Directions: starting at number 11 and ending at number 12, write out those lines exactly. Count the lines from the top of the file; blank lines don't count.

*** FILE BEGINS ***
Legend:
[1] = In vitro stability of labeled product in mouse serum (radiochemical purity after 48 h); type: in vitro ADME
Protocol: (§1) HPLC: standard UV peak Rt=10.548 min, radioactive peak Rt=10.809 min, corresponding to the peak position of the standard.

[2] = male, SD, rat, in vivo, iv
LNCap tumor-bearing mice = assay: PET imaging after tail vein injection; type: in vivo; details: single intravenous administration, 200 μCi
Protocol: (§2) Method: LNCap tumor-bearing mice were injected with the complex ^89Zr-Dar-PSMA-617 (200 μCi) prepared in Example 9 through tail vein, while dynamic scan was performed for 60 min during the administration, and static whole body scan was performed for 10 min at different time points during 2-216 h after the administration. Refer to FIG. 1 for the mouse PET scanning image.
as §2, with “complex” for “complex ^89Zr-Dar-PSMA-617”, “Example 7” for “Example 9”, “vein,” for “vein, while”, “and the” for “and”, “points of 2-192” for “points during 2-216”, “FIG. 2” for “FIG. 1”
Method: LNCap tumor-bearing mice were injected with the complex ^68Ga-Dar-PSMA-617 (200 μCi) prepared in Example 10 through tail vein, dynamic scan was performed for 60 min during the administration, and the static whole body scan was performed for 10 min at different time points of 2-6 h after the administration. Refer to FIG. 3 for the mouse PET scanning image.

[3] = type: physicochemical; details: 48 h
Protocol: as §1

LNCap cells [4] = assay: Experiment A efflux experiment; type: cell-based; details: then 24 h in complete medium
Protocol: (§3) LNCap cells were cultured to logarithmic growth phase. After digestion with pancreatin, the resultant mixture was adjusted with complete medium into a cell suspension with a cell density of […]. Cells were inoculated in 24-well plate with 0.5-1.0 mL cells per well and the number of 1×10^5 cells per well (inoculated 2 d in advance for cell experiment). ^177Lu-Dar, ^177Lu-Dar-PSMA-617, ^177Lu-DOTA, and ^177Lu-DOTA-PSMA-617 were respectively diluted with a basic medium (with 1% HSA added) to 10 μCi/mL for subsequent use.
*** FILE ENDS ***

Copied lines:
LNCap cells [4] = assay: Experiment A efflux experiment; type: cell-based; details: then 24 h in complete medium
Protocol: (§3) LNCap cells were cultured to logarithmic growth phase. After digestion with pancreatin, the resultant mixture was adjusted with complete medium into a cell suspension with a cell density of […]. Cells were inoculated in 24-well plate with 0.5-1.0 mL cells per well and the number of 1×10^5 cells per well (inoculated 2 d in advance for cell experiment). ^177Lu-Dar, ^177Lu-Dar-PSMA-617, ^177Lu-DOTA, and ^177Lu-DOTA-PSMA-617 were respectively diluted with a basic medium (with 1% HSA added) to 10 μCi/mL for subsequent use.